to bear

NER. The ancient saying is no heresy ;Hanging and wiving goes by destiny.

Por. Come, draw the curtain, Nerissa.

Enter a Servant.


Serv. Where is my lady?

Here; what would my lord ?
Serv. Madam, there is alighted at your gate
A young Venetian, one that comes before
To signify the approaching of his lord:
From whom he bringeth sensible regreets ;
To wit, besides commends, and courteous breath,
Gifts of rich value ; yet I have not seen
So likely an embassador of love:
A day in April never came so sweet,
To show how costly summer was at hand,
As this fore-spurrer comes before his lord.

Por. No more, I pray thee; I am half afeard, Thou wilt say anon, he is some kin to thee, Thou spend'ft such high-day wit' in praising him. Come, come, Nerissa; for I long to see Quick Cupid's post, that comes so mannerly. Ner. Bassanio, lord love, if thy will it be !


8 Por. Here; what would my lord?] Would not this speech to the servant be more proper in the mouth of Nerissa? TYRWHITT.

- regreets ;] i. e. falutations. So, in K. John, AA III. fc. i: Unvoke this feizure, and this kind regret."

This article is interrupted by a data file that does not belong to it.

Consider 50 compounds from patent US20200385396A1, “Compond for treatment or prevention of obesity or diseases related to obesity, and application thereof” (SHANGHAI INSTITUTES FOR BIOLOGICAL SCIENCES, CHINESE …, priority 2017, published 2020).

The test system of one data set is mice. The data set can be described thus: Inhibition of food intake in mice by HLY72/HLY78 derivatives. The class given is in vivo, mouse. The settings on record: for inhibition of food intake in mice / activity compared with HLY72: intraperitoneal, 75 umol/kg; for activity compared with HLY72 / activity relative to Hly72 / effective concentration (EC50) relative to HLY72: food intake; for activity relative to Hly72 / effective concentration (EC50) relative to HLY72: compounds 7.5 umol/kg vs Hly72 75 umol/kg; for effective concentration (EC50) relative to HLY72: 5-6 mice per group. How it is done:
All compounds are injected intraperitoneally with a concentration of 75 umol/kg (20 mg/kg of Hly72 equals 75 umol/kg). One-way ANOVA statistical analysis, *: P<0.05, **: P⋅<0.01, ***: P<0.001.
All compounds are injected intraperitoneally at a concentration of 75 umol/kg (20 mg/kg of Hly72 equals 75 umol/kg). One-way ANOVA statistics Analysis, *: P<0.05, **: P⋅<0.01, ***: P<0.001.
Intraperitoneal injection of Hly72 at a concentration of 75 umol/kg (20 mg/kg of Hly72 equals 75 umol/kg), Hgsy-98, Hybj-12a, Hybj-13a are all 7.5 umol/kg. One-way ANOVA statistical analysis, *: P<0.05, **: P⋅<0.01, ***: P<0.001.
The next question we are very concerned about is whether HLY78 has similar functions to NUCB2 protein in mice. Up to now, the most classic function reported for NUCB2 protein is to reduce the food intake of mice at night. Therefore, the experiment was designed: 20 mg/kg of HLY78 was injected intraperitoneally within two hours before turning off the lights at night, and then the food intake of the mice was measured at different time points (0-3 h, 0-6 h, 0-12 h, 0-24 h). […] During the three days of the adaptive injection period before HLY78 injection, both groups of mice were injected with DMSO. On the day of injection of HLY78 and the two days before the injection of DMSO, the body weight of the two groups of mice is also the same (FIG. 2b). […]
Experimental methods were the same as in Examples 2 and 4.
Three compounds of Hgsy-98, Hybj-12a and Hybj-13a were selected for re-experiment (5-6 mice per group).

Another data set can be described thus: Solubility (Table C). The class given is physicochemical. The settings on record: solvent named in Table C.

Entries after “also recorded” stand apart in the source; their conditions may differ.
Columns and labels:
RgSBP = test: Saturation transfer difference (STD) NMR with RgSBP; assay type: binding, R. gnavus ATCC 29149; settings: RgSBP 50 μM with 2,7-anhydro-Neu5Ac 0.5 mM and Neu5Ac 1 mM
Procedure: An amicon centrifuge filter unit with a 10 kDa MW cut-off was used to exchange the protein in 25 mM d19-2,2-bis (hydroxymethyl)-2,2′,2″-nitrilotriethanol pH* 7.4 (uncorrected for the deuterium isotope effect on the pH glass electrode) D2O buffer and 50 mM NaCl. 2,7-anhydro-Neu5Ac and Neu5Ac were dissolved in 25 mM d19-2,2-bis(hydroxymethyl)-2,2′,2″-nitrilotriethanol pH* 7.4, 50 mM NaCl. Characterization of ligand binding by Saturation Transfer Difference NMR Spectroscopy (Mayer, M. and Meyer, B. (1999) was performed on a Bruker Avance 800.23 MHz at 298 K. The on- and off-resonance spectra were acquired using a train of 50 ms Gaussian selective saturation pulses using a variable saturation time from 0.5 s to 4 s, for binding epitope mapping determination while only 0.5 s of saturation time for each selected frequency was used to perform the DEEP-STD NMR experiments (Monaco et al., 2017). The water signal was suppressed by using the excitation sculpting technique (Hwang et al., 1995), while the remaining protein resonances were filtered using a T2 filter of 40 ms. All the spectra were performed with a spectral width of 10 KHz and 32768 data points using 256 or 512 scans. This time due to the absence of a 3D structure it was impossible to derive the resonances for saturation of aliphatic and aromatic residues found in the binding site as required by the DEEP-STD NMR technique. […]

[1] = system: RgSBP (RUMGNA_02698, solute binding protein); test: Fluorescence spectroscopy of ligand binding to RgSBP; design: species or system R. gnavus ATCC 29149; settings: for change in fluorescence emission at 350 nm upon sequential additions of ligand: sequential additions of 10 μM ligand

STEEVENS. -high-day wit] So, in The Merry Wives of Windfor:

he speaks boliday." STEEVEXS.


Venice. A Street.


SALÁn. Now, what news on the Rialto ?

Salar. Why, yet it lives there uncheck'd, that Antonio hath a ship of rich lading wreck'd on the narrow seas; the Goodwins, I think they call the place; a very dangerous flat, and fatal, where the carcases of many a tall ship lie buried, as they say, if

my gossip report be an honest woman of her word.

Salan. I would she were as lying a gossip in that, as ever knapp'd ginger, or made her neighbours bea lieve she wept for the death of a third husband : Bus it is true,—without any flips of prolixity, or crossing the plain high-way of talk,-that the good Antonio, the honest Antonio,

-0 that I had a title good enough to keep his name company!

Salar. Come, the full stop.

SALAN. Ha,—what say'st thou ?-Why the end is, he hath lost a ship.

SALAR. I would it might prove the end of his lofles !

SALAN. Let me say amen betimes, lest the devil cross my prayer ; - for here he comes in the likeness of a Jew.

3 - knapp'd ginger;] To knap is to break short. The word occurs in the Common Prayer: “ He knappeth the spear in sunder."

STEEVENS, — my prayer;] i. e. the prayer or with, which you have just now uttered, and which I devoutly join in by saying amen tò it. Mr. Theobald and Dr. Warburton unnecellarily, I thinks read-Thy prayer. Malone,